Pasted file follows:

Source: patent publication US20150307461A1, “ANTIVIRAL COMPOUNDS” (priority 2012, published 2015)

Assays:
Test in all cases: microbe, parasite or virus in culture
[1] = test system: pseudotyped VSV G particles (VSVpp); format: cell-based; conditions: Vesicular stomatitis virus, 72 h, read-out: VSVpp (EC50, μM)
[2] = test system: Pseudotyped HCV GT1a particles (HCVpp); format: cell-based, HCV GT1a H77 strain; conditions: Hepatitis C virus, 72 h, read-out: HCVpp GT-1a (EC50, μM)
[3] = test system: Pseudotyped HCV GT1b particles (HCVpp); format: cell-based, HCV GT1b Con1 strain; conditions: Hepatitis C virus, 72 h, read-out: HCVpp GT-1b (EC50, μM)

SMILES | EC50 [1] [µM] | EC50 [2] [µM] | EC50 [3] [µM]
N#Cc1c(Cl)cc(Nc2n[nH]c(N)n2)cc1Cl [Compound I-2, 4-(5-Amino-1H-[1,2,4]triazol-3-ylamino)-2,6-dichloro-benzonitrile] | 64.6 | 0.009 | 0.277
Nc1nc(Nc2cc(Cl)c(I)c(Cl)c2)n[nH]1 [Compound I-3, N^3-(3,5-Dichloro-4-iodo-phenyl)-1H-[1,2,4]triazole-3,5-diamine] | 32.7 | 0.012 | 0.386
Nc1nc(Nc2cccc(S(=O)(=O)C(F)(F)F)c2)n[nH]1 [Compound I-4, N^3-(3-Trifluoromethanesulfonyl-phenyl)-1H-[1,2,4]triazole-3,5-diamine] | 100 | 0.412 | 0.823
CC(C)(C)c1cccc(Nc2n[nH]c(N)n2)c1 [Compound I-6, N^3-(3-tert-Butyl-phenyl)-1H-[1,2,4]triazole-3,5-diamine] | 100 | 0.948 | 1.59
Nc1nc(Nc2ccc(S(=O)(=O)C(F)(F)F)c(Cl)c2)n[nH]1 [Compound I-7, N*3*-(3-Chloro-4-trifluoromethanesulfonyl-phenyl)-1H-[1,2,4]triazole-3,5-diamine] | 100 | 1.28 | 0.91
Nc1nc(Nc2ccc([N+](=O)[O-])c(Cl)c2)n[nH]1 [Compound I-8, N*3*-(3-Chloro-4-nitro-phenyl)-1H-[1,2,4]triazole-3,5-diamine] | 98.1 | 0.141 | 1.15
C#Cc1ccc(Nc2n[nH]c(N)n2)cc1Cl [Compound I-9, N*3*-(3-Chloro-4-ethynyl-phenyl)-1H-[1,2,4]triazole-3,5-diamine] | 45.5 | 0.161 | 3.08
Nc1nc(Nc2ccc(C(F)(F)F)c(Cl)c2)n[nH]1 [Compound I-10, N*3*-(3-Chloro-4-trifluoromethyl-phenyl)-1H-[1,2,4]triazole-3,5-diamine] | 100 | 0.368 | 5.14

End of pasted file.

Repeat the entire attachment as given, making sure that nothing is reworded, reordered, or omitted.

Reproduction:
Source: patent publication US20150307461A1, “ANTIVIRAL COMPOUNDS” (priority 2012, published 2015)

Assays:
Test in all cases: microbe, parasite or virus in culture
[1] = test system: pseudotyped VSV G particles (VSVpp); format: cell-based; conditions: Vesicular stomatitis virus, 72 h, read-out: VSVpp (EC50, μM)
[2] = test system: Pseudotyped HCV GT1a particles (HCVpp); format: cell-based, HCV GT1a H77 strain; conditions: Hepatitis C virus, 72 h, read-out: HCVpp GT-1a (EC50, μM)
[3] = test system: Pseudotyped HCV GT1b particles (HCVpp); format: cell-based, HCV GT1b Con1 strain; conditions: Hepatitis C virus, 72 h, read-out: HCVpp GT-1b (EC50, μM)

SMILES | EC50 [1] [µM] | EC50 [2] [µM] | EC50 [3] [µM]
N#Cc1c(Cl)cc(Nc2n[nH]c(N)n2)cc1Cl [Compound I-2, 4-(5-Amino-1H-[1,2,4]triazol-3-ylamino)-2,6-dichloro-benzonitrile] | 64.6 | 0.009 | 0.277
Nc1nc(Nc2cc(Cl)c(I)c(Cl)c2)n[nH]1 [Compound I-3, N^3-(3,5-Dichloro-4-iodo-phenyl)-1H-[1,2,4]triazole-3,5-diamine] | 32.7 | 0.012 | 0.386
Nc1nc(Nc2cccc(S(=O)(=O)C(F)(F)F)c2)n[nH]1 [Compound I-4, N^3-(3-Trifluoromethanesulfonyl-phenyl)-1H-[1,2,4]triazole-3,5-diamine] | 100 | 0.412 | 0.823
CC(C)(C)c1cccc(Nc2n[nH]c(N)n2)c1 [Compound I-6, N^3-(3-tert-Butyl-phenyl)-1H-[1,2,4]triazole-3,5-diamine] | 100 | 0.948 | 1.59
Nc1nc(Nc2ccc(S(=O)(=O)C(F)(F)F)c(Cl)c2)n[nH]1 [Compound I-7, N*3*-(3-Chloro-4-trifluoromethanesulfonyl-phenyl)-1H-[1,2,4]triazole-3,5-diamine] | 100 | 1.28 | 0.91
Nc1nc(Nc2ccc([N+](=O)[O-])c(Cl)c2)n[nH]1 [Compound I-8, N*3*-(3-Chloro-4-nitro-phenyl)-1H-[1,2,4]triazole-3,5-diamine] | 98.1 | 0.141 | 1.15
C#Cc1ccc(Nc2n[nH]c(N)n2)cc1Cl [Compound I-9, N*3*-(3-Chloro-4-ethynyl-phenyl)-1H-[1,2,4]triazole-3,5-diamine] | 45.5 | 0.161 | 3.08
Nc1nc(Nc2ccc(C(F)(F)F)c(Cl)c2)n[nH]1 [Compound I-10, N*3*-(3-Chloro-4-trifluoromethyl-phenyl)-1H-[1,2,4]triazole-3,5-diamine] | 100 | 0.368 | 5.14